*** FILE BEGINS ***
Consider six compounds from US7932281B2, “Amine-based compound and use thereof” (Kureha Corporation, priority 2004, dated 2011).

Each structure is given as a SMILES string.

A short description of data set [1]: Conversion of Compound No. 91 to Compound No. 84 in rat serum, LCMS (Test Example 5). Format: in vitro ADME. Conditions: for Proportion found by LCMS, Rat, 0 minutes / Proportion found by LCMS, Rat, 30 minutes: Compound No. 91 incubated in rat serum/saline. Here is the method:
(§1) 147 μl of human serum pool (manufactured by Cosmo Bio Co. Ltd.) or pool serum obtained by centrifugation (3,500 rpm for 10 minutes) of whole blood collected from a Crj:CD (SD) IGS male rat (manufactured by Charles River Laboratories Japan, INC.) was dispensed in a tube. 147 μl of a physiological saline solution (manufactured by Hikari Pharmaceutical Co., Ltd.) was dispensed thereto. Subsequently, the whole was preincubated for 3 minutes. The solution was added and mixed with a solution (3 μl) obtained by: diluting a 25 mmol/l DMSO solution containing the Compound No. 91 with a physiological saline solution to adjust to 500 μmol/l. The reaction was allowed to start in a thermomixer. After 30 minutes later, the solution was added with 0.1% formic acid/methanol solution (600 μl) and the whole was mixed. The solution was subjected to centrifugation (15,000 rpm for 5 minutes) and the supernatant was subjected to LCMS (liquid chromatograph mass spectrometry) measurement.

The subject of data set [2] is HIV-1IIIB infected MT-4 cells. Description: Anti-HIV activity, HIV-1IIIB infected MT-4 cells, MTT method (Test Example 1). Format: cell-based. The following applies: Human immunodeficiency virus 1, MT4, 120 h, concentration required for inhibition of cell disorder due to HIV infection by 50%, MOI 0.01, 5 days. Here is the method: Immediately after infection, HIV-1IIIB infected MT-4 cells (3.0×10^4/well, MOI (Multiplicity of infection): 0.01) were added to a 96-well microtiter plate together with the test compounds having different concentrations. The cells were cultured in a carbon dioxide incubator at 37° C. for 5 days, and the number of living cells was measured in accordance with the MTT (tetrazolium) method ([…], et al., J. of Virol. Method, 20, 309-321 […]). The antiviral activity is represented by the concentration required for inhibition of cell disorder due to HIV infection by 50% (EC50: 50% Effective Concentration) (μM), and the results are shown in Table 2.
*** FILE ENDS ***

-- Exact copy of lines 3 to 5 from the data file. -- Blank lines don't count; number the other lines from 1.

A short description of data set [1]: Conversion of Compound No. 91 to Compound No. 84 in rat serum, LCMS (Test Example 5). Format: in vitro ADME. Conditions: for Proportion found by LCMS, Rat, 0 minutes / Proportion found by LCMS, Rat, 30 minutes: Compound No. 91 incubated in rat serum/saline. Here is the method:
(§1) 147 μl of human serum pool (manufactured by Cosmo Bio Co. Ltd.) or pool serum obtained by centrifugation (3,500 rpm for 10 minutes) of whole blood collected from a Crj:CD (SD) IGS male rat (manufactured by Charles River Laboratories Japan, INC.) was dispensed in a tube. 147 μl of a physiological saline solution (manufactured by Hikari Pharmaceutical Co., Ltd.) was dispensed thereto. Subsequently, the whole was preincubated for 3 minutes. The solution was added and mixed with a solution (3 μl) obtained by: diluting a 25 mmol/l DMSO solution containing the Compound No. 91 with a physiological saline solution to adjust to 500 μmol/l. The reaction was allowed to start in a thermomixer. After 30 minutes later, the solution was added with 0.1% formic acid/methanol solution (600 μl) and the whole was mixed. The solution was subjected to centrifugation (15,000 rpm for 5 minutes) and the supernatant was subjected to LCMS (liquid chromatograph mass spectrometry) measurement.

The subject of data set [2] is HIV-1IIIB infected MT-4 cells. Description: Anti-HIV activity, HIV-1IIIB infected MT-4 cells, MTT method (Test Example 1). Format: cell-based. The following applies: Human immunodeficiency virus 1, MT4, 120 h, concentration required for inhibition of cell disorder due to HIV infection by 50%, MOI 0.01, 5 days. Here is the method: Immediately after infection, HIV-1IIIB infected MT-4 cells (3.0×10^4/well, MOI (Multiplicity of infection): 0.01) were added to a 96-well microtiter plate together with the test compounds having different concentrations. The cells were cultured in a carbon dioxide incubator at 37° C. for 5 days, and the number of living cells was measured in accordance with the MTT (tetrazolium) method ([…], et al., J. of Virol. Method, 20, 309-321 […]). The antiviral activity is represented by the concentration required for inhibition of cell disorder due to HIV infection by 50% (EC50: 50% Effective Concentration) (μM), and the results are shown in Table 2.